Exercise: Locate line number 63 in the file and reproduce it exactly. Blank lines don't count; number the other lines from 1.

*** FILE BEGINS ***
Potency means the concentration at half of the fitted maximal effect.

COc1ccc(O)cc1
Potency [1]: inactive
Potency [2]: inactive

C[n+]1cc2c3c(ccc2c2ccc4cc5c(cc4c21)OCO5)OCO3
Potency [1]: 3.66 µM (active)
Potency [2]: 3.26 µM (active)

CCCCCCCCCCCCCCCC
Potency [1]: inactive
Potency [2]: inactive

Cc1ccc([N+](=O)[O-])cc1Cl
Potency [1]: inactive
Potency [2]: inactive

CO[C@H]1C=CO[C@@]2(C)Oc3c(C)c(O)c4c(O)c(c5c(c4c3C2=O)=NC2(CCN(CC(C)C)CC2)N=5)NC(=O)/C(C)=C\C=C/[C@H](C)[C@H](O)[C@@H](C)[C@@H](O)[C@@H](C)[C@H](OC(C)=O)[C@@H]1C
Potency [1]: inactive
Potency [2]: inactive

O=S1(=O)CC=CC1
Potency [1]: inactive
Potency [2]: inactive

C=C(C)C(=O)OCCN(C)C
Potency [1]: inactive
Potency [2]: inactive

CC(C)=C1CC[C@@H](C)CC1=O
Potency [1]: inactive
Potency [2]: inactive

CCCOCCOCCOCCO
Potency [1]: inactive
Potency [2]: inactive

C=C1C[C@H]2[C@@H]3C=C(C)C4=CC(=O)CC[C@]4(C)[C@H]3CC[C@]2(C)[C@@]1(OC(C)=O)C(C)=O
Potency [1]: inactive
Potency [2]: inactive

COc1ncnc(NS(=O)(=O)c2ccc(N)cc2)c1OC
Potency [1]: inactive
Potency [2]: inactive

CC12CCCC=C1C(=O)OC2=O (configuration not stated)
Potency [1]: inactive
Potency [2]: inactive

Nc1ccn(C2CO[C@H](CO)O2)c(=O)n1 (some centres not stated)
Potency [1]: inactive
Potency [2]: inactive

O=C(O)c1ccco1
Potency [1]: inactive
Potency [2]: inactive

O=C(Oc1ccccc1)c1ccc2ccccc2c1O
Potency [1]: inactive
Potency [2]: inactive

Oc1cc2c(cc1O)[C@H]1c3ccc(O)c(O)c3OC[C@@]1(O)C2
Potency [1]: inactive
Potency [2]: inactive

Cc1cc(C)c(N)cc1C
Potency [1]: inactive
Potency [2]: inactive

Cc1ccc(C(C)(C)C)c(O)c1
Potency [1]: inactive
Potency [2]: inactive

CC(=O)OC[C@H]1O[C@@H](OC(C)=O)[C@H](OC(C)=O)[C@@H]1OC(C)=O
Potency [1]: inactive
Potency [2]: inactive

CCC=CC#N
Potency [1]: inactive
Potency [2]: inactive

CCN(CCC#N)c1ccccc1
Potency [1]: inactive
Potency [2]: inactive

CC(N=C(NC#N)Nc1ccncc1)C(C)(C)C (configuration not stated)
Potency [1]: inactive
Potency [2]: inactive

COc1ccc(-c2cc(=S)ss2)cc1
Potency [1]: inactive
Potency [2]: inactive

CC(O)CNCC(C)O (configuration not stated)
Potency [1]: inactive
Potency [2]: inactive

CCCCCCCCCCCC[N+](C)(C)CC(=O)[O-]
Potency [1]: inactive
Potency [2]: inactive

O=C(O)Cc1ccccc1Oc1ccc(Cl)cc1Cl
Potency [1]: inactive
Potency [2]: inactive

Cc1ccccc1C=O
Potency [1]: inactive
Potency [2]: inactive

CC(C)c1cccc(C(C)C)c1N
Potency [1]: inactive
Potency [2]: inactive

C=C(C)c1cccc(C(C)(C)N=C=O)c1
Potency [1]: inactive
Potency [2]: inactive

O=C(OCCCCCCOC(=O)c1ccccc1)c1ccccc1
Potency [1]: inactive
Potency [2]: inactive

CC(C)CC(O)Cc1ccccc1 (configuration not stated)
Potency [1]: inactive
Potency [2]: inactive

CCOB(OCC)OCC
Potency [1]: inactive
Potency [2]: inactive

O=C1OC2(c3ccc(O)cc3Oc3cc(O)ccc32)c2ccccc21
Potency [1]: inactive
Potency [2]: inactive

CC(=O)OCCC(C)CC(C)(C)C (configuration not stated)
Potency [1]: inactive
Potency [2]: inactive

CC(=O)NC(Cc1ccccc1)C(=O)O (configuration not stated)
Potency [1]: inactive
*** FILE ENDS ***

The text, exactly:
Potency [1]: inactive